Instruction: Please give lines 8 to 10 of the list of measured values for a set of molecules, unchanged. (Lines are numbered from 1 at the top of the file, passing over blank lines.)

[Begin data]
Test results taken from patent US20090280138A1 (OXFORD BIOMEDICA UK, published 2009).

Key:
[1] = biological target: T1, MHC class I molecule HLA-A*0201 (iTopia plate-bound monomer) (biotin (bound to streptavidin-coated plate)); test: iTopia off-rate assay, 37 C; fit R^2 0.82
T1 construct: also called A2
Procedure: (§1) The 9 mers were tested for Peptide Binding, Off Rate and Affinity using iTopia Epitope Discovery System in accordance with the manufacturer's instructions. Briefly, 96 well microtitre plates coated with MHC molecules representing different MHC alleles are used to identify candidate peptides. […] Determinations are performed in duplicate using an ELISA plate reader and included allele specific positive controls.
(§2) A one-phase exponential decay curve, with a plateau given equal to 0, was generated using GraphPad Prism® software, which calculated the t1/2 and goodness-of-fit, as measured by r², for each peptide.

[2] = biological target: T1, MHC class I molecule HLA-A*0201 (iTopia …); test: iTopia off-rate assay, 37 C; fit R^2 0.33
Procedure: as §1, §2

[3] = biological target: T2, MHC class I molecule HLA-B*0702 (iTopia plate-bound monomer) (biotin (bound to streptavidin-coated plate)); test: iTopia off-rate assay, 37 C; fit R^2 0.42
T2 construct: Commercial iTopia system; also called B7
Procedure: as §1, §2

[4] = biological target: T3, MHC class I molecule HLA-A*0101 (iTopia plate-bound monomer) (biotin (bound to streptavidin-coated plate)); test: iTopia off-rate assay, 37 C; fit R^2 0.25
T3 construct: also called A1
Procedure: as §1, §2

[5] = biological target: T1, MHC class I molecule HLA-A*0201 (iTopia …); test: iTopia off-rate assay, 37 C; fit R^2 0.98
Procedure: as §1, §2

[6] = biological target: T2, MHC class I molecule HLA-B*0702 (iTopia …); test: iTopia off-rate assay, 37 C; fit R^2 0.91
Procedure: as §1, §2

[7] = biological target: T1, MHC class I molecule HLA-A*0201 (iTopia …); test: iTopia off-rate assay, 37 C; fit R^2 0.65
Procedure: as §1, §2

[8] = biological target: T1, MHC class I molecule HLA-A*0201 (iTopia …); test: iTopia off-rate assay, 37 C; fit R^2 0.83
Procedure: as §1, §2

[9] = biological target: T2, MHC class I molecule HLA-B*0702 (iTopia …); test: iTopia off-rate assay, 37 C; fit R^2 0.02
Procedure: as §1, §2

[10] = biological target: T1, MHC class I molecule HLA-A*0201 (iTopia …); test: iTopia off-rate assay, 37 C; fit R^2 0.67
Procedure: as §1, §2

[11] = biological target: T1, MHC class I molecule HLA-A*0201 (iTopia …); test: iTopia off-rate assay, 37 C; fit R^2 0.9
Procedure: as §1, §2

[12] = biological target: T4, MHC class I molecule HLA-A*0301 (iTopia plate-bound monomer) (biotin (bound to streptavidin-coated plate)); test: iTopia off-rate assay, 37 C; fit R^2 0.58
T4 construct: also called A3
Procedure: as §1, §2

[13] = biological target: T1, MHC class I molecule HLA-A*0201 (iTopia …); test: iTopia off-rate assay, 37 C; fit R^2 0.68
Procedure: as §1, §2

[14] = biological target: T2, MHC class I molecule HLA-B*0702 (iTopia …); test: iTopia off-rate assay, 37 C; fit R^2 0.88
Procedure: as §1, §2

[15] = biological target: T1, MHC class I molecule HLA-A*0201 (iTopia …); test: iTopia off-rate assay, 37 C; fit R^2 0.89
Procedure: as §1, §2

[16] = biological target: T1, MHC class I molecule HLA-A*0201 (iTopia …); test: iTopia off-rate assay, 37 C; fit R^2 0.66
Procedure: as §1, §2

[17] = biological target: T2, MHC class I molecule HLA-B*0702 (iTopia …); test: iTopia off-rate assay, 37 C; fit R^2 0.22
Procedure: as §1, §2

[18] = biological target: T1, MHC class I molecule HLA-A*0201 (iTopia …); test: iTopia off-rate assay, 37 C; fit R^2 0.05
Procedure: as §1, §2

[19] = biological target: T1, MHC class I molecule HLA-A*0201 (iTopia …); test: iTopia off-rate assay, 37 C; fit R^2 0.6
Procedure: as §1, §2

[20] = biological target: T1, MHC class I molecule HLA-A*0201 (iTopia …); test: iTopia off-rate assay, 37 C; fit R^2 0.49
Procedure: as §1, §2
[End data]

Procedure: as §1, §2

[3] = biological target: T2, MHC class I molecule HLA-B*0702 (iTopia plate-bound monomer) (biotin (bound to streptavidin-coated plate)); test: iTopia off-rate assay, 37 C; fit R^2 0.42
T2 construct: Commercial iTopia system; also called B7